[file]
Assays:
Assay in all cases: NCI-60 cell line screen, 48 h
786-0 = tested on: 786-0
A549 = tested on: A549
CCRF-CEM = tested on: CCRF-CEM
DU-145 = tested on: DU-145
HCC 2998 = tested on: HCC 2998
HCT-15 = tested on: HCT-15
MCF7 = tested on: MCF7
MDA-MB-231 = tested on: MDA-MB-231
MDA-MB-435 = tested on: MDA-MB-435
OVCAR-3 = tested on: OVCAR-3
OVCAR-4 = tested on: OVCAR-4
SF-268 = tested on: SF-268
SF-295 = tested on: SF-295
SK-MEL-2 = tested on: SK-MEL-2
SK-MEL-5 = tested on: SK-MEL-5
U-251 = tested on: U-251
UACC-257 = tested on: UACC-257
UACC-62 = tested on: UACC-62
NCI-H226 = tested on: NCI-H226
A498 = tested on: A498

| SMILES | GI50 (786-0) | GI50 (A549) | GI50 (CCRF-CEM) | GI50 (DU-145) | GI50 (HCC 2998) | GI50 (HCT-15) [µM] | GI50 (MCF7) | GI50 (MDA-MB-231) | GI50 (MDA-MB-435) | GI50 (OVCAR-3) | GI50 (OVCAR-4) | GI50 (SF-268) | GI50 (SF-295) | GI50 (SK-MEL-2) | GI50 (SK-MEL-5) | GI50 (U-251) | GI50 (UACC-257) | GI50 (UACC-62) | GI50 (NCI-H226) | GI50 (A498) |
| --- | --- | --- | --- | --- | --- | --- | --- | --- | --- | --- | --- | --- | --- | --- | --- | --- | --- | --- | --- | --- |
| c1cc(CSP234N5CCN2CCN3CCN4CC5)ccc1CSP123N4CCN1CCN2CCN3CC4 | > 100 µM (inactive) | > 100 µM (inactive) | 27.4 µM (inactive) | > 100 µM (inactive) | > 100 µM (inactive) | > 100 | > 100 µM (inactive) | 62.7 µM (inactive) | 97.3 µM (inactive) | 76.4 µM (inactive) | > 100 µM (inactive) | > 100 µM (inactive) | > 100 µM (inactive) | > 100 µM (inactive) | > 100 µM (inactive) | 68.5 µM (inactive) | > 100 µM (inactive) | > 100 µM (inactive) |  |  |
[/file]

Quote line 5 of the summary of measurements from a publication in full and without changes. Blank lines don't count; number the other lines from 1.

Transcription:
CCRF-CEM = tested on: CCRF-CEM